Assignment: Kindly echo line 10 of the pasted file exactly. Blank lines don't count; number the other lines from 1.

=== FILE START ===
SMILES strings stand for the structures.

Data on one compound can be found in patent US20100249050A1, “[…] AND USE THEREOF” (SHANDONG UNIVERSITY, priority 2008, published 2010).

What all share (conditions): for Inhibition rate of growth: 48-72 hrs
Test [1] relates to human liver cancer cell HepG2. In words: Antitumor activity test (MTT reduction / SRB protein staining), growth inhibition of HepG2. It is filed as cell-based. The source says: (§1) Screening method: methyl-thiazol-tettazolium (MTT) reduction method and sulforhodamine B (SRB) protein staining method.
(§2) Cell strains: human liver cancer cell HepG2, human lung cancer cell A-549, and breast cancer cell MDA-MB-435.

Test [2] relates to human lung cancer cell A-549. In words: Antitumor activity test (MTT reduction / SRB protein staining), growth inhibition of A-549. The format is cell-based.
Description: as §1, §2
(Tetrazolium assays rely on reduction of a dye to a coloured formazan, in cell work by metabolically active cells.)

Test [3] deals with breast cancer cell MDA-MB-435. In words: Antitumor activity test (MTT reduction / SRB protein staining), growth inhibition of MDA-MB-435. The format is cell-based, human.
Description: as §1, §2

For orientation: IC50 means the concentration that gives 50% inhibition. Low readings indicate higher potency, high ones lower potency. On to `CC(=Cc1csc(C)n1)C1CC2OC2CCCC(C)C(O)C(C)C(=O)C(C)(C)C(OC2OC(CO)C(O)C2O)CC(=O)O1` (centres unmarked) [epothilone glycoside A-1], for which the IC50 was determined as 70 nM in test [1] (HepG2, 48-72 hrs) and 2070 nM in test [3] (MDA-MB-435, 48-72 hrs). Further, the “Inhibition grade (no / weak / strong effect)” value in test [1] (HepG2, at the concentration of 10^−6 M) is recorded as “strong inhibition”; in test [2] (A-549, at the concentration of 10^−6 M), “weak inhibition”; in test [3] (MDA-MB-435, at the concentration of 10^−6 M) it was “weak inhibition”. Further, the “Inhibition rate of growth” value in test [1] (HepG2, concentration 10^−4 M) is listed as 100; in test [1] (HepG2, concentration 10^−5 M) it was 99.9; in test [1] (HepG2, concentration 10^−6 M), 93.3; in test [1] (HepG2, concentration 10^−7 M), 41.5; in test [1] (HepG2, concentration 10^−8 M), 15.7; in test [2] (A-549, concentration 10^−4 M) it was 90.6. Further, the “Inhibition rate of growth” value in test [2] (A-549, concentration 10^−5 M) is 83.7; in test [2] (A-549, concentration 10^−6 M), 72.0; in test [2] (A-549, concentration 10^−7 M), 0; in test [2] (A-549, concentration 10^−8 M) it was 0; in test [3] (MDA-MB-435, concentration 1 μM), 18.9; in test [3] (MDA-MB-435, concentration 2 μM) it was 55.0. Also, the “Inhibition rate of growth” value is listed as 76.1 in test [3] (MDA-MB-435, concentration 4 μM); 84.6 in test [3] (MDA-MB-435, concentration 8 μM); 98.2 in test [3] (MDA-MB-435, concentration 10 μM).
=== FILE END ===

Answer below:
Description: as §1, §2